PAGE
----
"This is a very welcome and in some ways also a very ambitious book. The previous histories of economic thought in the Antipodes by Craufurd Goodwin (1966) and by Peter Groenewegen and Bruce McFarlane (1990) restricted their coverage to the western side of the Tasman Sea, but Alex Millmow has chosen also to include New Zealand; I estimate that somewhere between one-third and one-quarter of his book is devoted to Kiwi economics. [...] At every stage, a great deal of attention is paid both to institutional developments and to the role played by Australasian economists in the formation of economic and social policy. A very high level of scholarship is displayed throughout, with the ample footnotes and bibliographies that are provided at the end of each chapter accounting for almost 40 pages of text."

JE King, La Trobe University, Australia and Federation University Australia, Australia, published in The Economic and Labour Relations Review.

"[...] it will provide a useful guide for those wanting information about what was written, by whom, and in which year, between the 1920s and the turn of the century. [...] One of the difficulties of writing a book on the history of economic thought in two countries over nearly a century, with hundreds of writers and their many contributions, is finding a systematic and coherent method of organising the material. For the failure to devise a satisfactory framework could easily result in an amorphous mess. Millmow has avoided this danger for the most part by structuring the chapters of the book in chronological order and selecting work to be covered in each chapter according to pertinent themes. The book comprises 11 tightly and well-written chapters." Selwyn Cornish, The Australian National University, published in Agenda, 25 (1), 93-98.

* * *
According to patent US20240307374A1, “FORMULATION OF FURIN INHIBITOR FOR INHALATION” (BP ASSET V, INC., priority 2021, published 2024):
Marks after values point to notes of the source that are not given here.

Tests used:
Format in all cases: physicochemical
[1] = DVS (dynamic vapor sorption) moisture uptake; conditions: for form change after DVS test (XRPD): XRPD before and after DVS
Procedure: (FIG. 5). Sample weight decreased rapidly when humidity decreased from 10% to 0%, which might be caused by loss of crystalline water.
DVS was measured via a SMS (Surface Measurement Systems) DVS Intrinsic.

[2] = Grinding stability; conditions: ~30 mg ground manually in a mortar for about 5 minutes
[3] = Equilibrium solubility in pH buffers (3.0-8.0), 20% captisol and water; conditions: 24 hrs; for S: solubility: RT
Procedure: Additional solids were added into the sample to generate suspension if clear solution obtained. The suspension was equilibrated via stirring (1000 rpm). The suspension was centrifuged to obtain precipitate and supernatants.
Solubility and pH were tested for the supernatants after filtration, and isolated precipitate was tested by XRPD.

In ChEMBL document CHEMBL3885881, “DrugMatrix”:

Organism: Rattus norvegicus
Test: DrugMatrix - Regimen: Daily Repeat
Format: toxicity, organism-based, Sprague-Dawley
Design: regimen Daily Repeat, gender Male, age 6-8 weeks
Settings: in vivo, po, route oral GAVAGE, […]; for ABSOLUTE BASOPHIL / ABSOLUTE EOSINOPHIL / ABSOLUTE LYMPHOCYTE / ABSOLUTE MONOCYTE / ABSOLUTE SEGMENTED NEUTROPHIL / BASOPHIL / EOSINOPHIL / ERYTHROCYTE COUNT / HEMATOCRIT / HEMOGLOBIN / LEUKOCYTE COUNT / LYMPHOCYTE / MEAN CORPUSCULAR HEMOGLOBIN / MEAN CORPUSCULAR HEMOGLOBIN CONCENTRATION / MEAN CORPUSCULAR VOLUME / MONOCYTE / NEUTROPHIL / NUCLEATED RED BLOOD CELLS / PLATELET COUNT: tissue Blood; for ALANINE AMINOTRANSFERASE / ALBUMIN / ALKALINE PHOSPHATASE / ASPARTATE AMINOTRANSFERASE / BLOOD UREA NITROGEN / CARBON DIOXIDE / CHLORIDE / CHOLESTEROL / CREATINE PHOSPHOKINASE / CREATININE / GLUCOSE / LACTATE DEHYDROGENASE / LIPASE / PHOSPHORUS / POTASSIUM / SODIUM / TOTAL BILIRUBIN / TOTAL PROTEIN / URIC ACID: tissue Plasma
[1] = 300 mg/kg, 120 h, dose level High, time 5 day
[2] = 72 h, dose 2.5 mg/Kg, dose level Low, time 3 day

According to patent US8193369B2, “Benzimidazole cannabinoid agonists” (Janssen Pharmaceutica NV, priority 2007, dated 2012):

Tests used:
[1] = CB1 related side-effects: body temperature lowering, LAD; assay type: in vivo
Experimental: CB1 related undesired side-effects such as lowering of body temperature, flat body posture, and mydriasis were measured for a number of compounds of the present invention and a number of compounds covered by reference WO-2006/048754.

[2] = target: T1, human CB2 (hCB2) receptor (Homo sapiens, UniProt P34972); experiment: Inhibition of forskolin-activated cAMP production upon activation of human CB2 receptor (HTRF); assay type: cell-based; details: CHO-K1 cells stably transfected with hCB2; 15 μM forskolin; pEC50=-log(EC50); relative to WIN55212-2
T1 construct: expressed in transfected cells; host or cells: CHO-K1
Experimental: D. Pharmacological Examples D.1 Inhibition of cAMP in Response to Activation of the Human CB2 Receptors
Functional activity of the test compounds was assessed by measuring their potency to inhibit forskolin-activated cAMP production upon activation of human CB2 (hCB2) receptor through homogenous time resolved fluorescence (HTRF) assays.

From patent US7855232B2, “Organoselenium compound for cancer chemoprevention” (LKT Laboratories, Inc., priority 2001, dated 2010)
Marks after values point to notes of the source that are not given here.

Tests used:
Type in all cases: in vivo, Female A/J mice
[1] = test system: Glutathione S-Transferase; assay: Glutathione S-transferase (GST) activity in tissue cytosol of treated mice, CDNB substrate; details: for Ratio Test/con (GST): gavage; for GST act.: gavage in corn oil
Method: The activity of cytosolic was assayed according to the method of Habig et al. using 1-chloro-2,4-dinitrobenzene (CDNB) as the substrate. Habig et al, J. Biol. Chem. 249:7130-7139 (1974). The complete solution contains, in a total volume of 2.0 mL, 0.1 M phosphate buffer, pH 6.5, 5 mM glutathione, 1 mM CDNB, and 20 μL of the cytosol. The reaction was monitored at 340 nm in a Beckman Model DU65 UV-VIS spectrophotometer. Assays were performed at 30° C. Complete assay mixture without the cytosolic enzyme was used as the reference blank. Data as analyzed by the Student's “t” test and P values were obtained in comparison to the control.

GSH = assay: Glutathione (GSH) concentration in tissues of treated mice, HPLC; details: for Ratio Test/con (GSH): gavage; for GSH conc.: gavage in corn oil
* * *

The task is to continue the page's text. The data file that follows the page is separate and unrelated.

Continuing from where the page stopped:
"This survey of Australasian economic thought from the mid-1920s to the end of the twentieth century focuses on the interaction between economic events and economic thought, with particular attention to the extent this relationship could, and did, influence economic policy. Chapters 2 to 4, which cover the period between the First and Second World Wars, are the most valuable in the book [...]." J.W. Nevile, School of Economics, University of New South Wales, Australia, published on EH.Net.

Alex Millmow's stimulating new book celebrates that rewarding journey. I commend this inspiring story to anyone interested in the economic development of two of the best countries in the world to live in.

Singapore Review of Books September 2018

"[...] His history builds on earlier, more limited surveys, a large number of biographies, and a growing body of specialist studies. He has read the economists' publications closely and made good use of personal papers and archival holdings. After setting the scene, he follows the progress of the discipline and profession through a sequence of chronological chapters from the 1920s to the end of the century-though the first four decades receive closer attention. [...] He brings out particularly well the way that economists concentrated on the problems that arose from the changing fortunes of their two countries: trade, balance of payments, wages, and growth."

Stuart Macintyre, Emeritus Laureate Professor, University of Melbourne, Australia, published in Economic History Review, 71(4), p. 1444.